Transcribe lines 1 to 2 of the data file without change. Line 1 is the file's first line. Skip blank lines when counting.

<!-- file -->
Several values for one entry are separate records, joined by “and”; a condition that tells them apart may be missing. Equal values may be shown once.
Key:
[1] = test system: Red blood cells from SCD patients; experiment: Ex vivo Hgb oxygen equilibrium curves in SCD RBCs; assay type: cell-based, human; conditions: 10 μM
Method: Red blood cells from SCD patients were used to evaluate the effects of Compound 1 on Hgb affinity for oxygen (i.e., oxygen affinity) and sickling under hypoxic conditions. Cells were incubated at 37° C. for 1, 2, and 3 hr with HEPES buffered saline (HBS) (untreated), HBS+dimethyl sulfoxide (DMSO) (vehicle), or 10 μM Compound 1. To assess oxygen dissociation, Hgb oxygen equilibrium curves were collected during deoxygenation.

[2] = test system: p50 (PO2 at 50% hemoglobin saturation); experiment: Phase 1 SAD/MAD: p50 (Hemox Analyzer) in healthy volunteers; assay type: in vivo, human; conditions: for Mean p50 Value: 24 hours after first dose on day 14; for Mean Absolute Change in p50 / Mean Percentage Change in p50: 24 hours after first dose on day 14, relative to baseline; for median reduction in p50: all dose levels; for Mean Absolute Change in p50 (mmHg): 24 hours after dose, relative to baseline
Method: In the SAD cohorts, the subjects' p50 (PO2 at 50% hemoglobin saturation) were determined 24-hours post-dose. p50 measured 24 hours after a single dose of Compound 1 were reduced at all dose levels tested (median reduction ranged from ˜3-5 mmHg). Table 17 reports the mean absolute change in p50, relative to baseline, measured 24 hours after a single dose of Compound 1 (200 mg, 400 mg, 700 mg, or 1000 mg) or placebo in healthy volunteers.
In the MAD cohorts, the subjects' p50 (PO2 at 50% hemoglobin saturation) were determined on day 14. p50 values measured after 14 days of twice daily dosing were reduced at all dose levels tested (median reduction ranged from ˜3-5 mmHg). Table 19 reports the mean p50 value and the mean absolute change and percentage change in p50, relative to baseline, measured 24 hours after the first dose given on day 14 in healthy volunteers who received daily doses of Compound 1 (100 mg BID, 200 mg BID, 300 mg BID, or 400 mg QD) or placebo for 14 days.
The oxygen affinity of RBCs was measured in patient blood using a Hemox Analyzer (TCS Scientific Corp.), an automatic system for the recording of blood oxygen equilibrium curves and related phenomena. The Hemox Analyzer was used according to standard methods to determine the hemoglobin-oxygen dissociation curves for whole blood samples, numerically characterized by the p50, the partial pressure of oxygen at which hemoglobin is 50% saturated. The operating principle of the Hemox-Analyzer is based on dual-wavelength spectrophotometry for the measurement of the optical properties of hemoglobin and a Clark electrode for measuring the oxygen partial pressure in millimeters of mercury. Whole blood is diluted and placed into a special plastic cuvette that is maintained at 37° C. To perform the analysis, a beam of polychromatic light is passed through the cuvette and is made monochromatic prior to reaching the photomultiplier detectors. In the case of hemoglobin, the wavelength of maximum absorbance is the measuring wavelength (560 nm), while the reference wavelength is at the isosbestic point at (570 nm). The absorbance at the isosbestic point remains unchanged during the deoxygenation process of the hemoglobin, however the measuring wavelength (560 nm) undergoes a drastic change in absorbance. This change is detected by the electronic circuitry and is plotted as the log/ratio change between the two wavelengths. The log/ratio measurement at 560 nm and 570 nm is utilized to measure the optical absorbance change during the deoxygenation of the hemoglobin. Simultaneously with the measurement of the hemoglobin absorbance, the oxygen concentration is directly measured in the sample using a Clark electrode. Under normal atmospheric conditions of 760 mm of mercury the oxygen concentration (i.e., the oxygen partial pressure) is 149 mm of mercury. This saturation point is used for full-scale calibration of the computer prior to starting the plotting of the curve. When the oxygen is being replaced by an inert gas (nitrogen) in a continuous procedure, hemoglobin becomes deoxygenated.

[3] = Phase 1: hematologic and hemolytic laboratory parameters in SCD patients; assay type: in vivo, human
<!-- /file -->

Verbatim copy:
Several values for one entry are separate records, joined by “and”; a condition that tells them apart may be missing. Equal values may be shown once.
Key: